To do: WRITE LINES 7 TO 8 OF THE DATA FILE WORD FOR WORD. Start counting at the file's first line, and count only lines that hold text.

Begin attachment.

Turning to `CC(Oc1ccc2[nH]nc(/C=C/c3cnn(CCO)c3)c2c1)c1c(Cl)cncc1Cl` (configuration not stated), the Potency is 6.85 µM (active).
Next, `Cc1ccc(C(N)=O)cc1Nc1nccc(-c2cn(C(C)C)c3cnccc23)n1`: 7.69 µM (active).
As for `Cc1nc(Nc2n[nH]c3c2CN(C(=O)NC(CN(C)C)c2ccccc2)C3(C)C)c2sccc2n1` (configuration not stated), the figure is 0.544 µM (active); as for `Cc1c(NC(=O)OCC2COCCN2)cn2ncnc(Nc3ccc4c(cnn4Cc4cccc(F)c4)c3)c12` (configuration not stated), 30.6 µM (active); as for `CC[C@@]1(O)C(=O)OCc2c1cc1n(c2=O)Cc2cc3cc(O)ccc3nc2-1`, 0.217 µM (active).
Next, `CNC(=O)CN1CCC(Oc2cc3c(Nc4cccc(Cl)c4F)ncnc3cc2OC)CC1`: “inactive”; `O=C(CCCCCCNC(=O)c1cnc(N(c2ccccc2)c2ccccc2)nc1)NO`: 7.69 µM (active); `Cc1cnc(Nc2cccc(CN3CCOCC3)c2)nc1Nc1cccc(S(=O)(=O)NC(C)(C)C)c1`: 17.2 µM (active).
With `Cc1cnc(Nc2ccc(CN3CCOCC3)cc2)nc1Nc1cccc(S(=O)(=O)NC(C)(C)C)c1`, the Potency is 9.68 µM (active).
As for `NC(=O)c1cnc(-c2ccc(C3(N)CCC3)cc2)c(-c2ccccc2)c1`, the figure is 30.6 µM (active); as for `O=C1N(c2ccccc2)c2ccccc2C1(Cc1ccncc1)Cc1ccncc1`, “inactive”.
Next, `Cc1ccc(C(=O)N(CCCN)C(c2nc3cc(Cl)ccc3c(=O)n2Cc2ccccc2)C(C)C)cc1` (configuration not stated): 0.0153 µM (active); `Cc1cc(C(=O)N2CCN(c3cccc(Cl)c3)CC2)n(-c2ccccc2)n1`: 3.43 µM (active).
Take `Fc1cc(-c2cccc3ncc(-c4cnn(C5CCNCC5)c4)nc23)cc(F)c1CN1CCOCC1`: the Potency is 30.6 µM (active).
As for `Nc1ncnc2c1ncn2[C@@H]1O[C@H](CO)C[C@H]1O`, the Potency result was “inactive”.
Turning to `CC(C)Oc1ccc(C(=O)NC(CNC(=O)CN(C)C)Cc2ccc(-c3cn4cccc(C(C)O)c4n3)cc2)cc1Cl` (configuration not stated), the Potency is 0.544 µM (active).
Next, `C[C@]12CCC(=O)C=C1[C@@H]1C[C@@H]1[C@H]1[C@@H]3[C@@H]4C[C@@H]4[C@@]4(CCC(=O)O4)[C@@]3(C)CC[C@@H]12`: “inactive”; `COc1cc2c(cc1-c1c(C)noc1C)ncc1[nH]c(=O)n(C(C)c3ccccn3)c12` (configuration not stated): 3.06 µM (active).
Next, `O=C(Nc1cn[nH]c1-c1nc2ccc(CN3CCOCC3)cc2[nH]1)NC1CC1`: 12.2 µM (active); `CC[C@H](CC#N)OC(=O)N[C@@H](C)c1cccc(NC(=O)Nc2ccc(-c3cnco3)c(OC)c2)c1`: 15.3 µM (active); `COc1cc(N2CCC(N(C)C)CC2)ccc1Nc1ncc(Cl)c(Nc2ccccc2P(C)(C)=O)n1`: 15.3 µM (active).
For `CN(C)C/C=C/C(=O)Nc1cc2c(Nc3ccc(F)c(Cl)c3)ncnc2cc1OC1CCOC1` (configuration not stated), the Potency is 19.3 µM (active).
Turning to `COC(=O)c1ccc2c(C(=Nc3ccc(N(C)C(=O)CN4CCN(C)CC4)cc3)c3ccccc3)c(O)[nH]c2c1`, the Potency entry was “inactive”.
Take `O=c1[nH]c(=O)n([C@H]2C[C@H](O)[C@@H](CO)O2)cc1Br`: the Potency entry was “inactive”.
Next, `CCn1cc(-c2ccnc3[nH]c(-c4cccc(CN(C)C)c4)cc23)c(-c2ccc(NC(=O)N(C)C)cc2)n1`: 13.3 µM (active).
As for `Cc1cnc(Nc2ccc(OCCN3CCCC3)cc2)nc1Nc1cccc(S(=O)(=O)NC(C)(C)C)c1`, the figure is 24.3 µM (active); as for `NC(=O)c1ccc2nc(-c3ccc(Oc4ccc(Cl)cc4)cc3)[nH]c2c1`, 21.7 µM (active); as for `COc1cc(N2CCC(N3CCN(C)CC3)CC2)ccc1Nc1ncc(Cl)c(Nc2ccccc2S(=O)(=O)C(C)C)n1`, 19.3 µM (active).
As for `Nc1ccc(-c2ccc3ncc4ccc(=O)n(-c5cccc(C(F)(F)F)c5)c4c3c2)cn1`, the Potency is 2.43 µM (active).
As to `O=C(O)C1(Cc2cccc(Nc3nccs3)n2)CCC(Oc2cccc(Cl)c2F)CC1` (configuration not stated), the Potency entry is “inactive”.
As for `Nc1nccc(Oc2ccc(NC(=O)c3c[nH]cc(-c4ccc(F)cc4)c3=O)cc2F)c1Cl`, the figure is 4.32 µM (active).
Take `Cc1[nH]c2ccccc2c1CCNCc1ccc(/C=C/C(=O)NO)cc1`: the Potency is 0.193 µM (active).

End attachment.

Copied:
Next, `Cc1ccc(C(=O)N(CCCN)C(c2nc3cc(Cl)ccc3c(=O)n2Cc2ccccc2)C(C)C)cc1` (configuration not stated): 0.0153 µM (active); `Cc1cc(C(=O)N2CCN(c3cccc(Cl)c3)CC2)n(-c2ccccc2)n1`: 3.43 µM (active).
Take `Fc1cc(-c2cccc3ncc(-c4cnn(C5CCNCC5)c4)nc23)cc(F)c1CN1CCOCC1`: the Potency is 30.6 µM (active).